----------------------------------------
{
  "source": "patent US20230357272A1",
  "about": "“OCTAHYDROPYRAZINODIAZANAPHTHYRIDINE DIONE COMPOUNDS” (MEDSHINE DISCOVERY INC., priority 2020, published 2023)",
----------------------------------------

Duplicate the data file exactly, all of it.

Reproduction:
{
  "source": "patent US20230357272A1",
  "about": "“OCTAHYDROPYRAZINODIAZANAPHTHYRIDINE DIONE COMPOUNDS” (MEDSHINE DISCOVERY INC., priority 2020, published 2023)",